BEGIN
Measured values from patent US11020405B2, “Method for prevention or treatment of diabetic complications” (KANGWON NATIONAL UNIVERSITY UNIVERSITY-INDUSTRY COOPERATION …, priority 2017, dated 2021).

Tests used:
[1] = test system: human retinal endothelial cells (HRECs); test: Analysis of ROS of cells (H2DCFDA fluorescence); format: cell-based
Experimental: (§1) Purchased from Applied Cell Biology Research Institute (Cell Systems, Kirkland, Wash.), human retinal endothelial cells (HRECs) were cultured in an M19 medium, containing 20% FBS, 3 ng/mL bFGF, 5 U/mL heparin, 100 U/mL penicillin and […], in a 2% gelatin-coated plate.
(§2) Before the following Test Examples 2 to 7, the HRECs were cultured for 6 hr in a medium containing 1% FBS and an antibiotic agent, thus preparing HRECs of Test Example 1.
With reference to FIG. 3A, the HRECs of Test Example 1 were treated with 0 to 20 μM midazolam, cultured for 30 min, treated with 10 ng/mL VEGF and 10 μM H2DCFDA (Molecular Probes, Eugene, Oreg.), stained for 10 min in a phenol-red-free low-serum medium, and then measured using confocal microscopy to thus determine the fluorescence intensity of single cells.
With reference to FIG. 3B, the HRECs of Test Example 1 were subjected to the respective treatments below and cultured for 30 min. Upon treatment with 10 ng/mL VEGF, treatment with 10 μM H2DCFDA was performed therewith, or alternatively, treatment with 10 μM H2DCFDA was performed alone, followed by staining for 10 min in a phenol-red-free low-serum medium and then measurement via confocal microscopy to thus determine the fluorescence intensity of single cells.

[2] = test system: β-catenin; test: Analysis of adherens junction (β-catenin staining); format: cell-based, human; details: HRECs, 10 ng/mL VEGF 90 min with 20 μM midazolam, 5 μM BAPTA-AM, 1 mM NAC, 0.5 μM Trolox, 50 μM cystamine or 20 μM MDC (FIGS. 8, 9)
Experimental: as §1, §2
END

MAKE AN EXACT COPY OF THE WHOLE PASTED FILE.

Measured values from patent US11020405B2, “Method for prevention or treatment of diabetic complications” (KANGWON NATIONAL UNIVERSITY UNIVERSITY-INDUSTRY COOPERATION …, priority 2017, dated 2021).

Tests used:
[1] = test system: human retinal endothelial cells (HRECs); test: Analysis of ROS of cells (H2DCFDA fluorescence); format: cell-based
Experimental: (§1) Purchased from Applied Cell Biology Research Institute (Cell Systems, Kirkland, Wash.), human retinal endothelial cells (HRECs) were cultured in an M19 medium, containing 20% FBS, 3 ng/mL bFGF, 5 U/mL heparin, 100 U/mL penicillin and […], in a 2% gelatin-coated plate.
(§2) Before the following Test Examples 2 to 7, the HRECs were cultured for 6 hr in a medium containing 1% FBS and an antibiotic agent, thus preparing HRECs of Test Example 1.
With reference to FIG. 3A, the HRECs of Test Example 1 were treated with 0 to 20 μM midazolam, cultured for 30 min, treated with 10 ng/mL VEGF and 10 μM H2DCFDA (Molecular Probes, Eugene, Oreg.), stained for 10 min in a phenol-red-free low-serum medium, and then measured using confocal microscopy to thus determine the fluorescence intensity of single cells.
With reference to FIG. 3B, the HRECs of Test Example 1 were subjected to the respective treatments below and cultured for 30 min. Upon treatment with 10 ng/mL VEGF, treatment with 10 μM H2DCFDA was performed therewith, or alternatively, treatment with 10 μM H2DCFDA was performed alone, followed by staining for 10 min in a phenol-red-free low-serum medium and then measurement via confocal microscopy to thus determine the fluorescence intensity of single cells.

[2] = test system: β-catenin; test: Analysis of adherens junction (β-catenin staining); format: cell-based, human; details: HRECs, 10 ng/mL VEGF 90 min with 20 μM midazolam, 5 μM BAPTA-AM, 1 mM NAC, 0.5 μM Trolox, 50 μM cystamine or 20 μM MDC (FIGS. 8, 9)
Experimental: as §1, §2